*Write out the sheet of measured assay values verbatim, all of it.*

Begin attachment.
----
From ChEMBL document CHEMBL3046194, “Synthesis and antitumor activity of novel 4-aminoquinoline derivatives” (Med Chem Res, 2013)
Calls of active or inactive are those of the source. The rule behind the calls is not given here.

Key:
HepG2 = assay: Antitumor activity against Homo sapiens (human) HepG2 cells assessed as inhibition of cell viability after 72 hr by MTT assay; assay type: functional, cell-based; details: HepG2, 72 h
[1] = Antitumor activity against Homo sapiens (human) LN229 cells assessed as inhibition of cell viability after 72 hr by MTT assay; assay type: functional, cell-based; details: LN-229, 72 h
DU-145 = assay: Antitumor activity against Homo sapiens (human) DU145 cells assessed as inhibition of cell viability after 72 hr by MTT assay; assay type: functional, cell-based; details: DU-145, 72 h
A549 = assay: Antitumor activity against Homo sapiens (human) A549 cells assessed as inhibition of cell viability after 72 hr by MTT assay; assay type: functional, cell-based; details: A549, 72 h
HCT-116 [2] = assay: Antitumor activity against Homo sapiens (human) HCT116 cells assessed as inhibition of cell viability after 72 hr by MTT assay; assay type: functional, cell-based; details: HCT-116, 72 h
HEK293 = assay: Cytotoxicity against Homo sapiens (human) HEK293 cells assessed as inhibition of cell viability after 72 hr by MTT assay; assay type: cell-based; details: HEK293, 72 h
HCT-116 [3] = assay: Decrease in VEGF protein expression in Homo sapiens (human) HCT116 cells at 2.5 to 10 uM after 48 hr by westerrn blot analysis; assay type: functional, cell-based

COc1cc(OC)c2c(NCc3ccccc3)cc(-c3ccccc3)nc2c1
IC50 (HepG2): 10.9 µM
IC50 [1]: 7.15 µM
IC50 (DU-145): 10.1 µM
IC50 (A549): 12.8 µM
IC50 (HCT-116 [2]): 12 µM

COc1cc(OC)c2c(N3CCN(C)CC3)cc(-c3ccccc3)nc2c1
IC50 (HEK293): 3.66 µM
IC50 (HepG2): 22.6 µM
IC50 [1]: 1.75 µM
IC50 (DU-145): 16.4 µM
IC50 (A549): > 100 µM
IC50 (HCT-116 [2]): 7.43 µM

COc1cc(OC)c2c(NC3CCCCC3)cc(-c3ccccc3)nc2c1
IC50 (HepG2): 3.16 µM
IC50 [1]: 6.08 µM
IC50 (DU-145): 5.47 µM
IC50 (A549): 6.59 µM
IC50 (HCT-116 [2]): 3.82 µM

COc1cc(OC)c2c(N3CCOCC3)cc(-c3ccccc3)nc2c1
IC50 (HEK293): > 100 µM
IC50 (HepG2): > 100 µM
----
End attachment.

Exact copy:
From ChEMBL document CHEMBL3046194, “Synthesis and antitumor activity of novel 4-aminoquinoline derivatives” (Med Chem Res, 2013)
Calls of active or inactive are those of the source. The rule behind the calls is not given here.

Key:
HepG2 = assay: Antitumor activity against Homo sapiens (human) HepG2 cells assessed as inhibition of cell viability after 72 hr by MTT assay; assay type: functional, cell-based; details: HepG2, 72 h
[1] = Antitumor activity against Homo sapiens (human) LN229 cells assessed as inhibition of cell viability after 72 hr by MTT assay; assay type: functional, cell-based; details: LN-229, 72 h
DU-145 = assay: Antitumor activity against Homo sapiens (human) DU145 cells assessed as inhibition of cell viability after 72 hr by MTT assay; assay type: functional, cell-based; details: DU-145, 72 h
A549 = assay: Antitumor activity against Homo sapiens (human) A549 cells assessed as inhibition of cell viability after 72 hr by MTT assay; assay type: functional, cell-based; details: A549, 72 h
HCT-116 [2] = assay: Antitumor activity against Homo sapiens (human) HCT116 cells assessed as inhibition of cell viability after 72 hr by MTT assay; assay type: functional, cell-based; details: HCT-116, 72 h
HEK293 = assay: Cytotoxicity against Homo sapiens (human) HEK293 cells assessed as inhibition of cell viability after 72 hr by MTT assay; assay type: cell-based; details: HEK293, 72 h
HCT-116 [3] = assay: Decrease in VEGF protein expression in Homo sapiens (human) HCT116 cells at 2.5 to 10 uM after 48 hr by westerrn blot analysis; assay type: functional, cell-based

COc1cc(OC)c2c(NCc3ccccc3)cc(-c3ccccc3)nc2c1
IC50 (HepG2): 10.9 µM
IC50 [1]: 7.15 µM
IC50 (DU-145): 10.1 µM
IC50 (A549): 12.8 µM
IC50 (HCT-116 [2]): 12 µM

COc1cc(OC)c2c(N3CCN(C)CC3)cc(-c3ccccc3)nc2c1
IC50 (HEK293): 3.66 µM
IC50 (HepG2): 22.6 µM
IC50 [1]: 1.75 µM
IC50 (DU-145): 16.4 µM
IC50 (A549): > 100 µM
IC50 (HCT-116 [2]): 7.43 µM

COc1cc(OC)c2c(NC3CCCCC3)cc(-c3ccccc3)nc2c1
IC50 (HepG2): 3.16 µM
IC50 [1]: 6.08 µM
IC50 (DU-145): 5.47 µM
IC50 (A549): 6.59 µM
IC50 (HCT-116 [2]): 3.82 µM

COc1cc(OC)c2c(N3CCOCC3)cc(-c3ccccc3)nc2c1
IC50 (HEK293): > 100 µM
IC50 (HepG2): > 100 µM